Scott Gage

PO Box 3425
Fayetteville, AR 72702



January/February Issue 2006 - Volume 25   Number 1

Changing the World


“Changing the World”

 The following quote was submitted by Don Dixon and appeared in the online discussion group ABBA on Jan. 17, 2006: 

“When I was young and free and my imagination had no limits, I dreamed of changing the world. As I grew older and wiser, I discovered that the world would not change, so I shortened my sights somewhat and decided to change only my country, But it, too, seemed immovable. As I grew into my twilight years, in one last desperate attempt, I settled for changing only my family, those closest to me, but alas, they would have none of it. And now as I lie on my deathbed, I suddenly realize: If only I had changed myself first, then by example I would have changed my family. From their inspiration and encouragement, I would then have been able to better my country and, who knows, I may have even changed the world.”

- The words inscribed on the tomb of an Anglican bishop in Westminster Abby (1100 A.D.)


Verse for Thought:


Gal 2:20  I am crucified with Christ: nevertheless I live; yet not I, but Christ liveth in me: and the life which I now live in the flesh I live by the faith of the Son of God, who loved me, and gave himself for me.”

There are so many situations and factors that we simply cannot control in life. Try as we may, we cannot change the attitudes of our co-workers unless they see the need to change. We can encourage them, chide them or implore them, but they will only change their behavior when they decide it’s time. In fact, the only one we can control in the workplace is ourself. We usually discover that changing self is a daunting task, and maybe that’s why we prefer to try to change others.  When our co-workers won’t or don’t change, then we have a perfect place to lay the blame for an unhappy work environment.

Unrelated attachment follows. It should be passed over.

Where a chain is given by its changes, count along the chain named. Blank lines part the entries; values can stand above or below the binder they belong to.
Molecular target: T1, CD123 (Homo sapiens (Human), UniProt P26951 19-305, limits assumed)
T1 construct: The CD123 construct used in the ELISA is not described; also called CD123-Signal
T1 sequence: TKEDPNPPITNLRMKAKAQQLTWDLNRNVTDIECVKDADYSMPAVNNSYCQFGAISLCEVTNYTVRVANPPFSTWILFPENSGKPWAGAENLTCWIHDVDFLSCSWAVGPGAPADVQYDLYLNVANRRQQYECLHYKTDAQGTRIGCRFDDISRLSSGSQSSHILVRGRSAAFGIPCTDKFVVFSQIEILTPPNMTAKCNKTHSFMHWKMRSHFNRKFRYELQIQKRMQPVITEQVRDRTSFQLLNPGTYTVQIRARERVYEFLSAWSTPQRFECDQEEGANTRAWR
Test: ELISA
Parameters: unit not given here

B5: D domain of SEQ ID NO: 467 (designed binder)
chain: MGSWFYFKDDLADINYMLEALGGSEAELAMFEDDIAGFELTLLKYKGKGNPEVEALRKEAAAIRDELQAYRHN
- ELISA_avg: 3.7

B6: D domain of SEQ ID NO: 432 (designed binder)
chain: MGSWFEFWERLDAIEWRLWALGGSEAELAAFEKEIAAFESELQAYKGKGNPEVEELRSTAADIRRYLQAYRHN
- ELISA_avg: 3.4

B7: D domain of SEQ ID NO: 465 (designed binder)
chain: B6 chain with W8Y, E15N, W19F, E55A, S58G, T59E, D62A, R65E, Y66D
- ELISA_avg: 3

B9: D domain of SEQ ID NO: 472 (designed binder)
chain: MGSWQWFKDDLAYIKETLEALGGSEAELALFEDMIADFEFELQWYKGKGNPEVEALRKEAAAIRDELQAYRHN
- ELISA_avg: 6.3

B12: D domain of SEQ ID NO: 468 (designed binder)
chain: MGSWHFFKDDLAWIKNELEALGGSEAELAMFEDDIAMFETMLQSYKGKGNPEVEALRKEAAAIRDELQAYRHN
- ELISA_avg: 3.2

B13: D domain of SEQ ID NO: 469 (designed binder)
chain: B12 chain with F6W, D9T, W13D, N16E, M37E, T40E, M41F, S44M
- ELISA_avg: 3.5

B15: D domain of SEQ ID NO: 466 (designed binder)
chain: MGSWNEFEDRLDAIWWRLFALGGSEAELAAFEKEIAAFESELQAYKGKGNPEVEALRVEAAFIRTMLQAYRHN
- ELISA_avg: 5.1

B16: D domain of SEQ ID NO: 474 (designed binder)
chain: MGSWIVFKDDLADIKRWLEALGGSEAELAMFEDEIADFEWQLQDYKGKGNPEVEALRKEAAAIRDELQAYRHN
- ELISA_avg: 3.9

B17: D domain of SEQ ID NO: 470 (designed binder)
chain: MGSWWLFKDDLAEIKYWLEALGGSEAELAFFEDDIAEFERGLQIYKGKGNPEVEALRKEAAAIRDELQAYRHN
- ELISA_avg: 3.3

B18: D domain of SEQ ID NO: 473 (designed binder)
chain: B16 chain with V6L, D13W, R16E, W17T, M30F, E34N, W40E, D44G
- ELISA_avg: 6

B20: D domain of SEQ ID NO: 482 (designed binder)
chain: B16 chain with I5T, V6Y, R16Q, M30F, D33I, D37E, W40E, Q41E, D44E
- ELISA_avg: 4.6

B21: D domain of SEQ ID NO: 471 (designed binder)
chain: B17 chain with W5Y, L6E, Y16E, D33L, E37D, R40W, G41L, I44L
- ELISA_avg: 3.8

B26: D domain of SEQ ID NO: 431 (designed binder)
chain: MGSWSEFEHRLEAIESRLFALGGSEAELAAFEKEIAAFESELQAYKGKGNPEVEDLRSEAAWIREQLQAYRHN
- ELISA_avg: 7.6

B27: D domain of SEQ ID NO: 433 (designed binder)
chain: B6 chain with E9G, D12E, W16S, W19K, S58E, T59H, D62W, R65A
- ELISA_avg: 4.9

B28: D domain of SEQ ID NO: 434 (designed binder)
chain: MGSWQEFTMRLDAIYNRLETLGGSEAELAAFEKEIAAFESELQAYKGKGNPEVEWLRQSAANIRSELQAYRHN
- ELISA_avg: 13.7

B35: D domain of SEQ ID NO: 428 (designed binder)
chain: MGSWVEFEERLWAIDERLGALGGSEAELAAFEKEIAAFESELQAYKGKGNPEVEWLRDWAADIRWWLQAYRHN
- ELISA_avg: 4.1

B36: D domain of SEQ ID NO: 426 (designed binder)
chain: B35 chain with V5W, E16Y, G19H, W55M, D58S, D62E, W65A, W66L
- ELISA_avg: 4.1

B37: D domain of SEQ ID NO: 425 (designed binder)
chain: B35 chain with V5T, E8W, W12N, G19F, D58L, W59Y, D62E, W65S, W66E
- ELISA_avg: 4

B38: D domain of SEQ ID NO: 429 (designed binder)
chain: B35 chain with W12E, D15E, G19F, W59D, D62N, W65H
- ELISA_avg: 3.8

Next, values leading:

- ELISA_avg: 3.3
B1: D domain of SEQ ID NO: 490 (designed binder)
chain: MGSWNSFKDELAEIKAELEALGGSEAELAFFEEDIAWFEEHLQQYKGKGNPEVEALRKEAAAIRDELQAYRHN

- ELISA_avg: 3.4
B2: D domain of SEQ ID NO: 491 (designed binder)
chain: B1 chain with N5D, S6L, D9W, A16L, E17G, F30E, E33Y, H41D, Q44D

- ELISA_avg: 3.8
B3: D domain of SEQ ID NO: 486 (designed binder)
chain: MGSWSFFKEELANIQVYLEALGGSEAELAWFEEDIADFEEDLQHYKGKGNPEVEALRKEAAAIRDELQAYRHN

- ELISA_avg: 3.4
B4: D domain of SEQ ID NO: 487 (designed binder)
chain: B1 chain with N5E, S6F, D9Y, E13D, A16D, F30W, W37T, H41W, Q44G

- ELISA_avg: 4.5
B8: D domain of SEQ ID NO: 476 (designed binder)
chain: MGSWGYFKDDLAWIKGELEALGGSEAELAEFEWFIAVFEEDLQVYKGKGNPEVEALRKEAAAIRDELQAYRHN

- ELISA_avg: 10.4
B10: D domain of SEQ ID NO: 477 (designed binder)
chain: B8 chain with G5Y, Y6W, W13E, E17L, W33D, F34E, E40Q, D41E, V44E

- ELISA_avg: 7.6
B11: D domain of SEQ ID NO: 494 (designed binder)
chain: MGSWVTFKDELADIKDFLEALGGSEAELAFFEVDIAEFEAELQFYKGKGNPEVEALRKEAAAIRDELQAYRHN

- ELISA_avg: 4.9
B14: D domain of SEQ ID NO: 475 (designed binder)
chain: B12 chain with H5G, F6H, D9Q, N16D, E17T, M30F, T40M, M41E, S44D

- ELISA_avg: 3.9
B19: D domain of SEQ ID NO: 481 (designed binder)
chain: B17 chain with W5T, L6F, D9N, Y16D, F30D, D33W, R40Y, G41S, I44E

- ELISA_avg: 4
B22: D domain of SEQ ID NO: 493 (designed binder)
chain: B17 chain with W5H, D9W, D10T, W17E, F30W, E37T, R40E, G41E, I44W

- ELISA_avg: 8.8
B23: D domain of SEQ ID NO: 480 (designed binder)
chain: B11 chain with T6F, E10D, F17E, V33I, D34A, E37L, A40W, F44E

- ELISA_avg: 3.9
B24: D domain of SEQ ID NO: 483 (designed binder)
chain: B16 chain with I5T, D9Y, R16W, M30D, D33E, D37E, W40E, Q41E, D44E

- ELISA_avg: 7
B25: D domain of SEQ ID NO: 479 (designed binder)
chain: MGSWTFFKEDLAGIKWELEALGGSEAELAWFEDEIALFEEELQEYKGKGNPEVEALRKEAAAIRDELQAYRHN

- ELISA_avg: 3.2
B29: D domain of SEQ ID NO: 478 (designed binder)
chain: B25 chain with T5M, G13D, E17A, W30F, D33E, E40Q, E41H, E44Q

But let’s be fair.  Sometimes our co-workers must accept responsibility for their own failures and shortcomings. No matter how much we work on our own behavior, even the changes we make will not guarantee a better work environment. However, the changes we make within ourselves may help us to better cope with the bad behavior of others. We may find peace of mind even if it doesn’t translate into peace in the workplace.

We have used the workplace as an illustration, but these same principles will apply in our family, in our neighborhood, in our school or in our church. The Anglican bishop buried in Westminster points us to an important truth:  In order to change the world we must begin with ourselves.

Jonah converted the great city of Nineveh, but he had to turn himself around first. The turning was under God's direction with the help of a large fish. Sometimes turning self around can be a traumatic and even horrendous task, but with God's help it can be accomplished. This turning of self is the first step in making significant changes in our world.  May God help us not only to see this truth but also to act on it.




“Living Water”

He “was a devout man, one who feared God with all his household, who gave alms generously to the people, and prayed to God always” (Acts 10:2). His name was Cornelius, and he was a good man.  Yet, he was told that in the sight of God there were some things he lacked.  He was directed to Simon Peter who would tell him what he must do (Acts 10:6).  When Peter came to visit him, Cornelius was waiting for him with his relatives and close friends (Acts 10:24).  Peter taught Cornelius and his family and friends about Jesus Christ – His authority, His power, His crucifixion, His resurrection, His future role as Judge of the living and the dead (Acts10:34-42).

Peter also proclaimed the "GIFT" that Jesus offered:  “To Him all the prophets witness that, through His name, whoever believes in Him will receive forgiveness of sins …And he commanded them to be baptized in the name of the Lord” (Acts 10:43, 48).

Why was a good man – a God-fearing man – told to believe in Jesus and be baptized (immersed in water) in the name of the Lord?

Cornelius was a good man, but he was still a sinner; he needed forgiveness for his sins.  So do you.  So do I.  “As it is written:  ‘There is NONE righteous, no not one; there is none who understands; there is none who seeks after God.  They have all gone out of the way; they have together become unprofitable; there is none who does good, no, not one’” (Romans 3:10-12).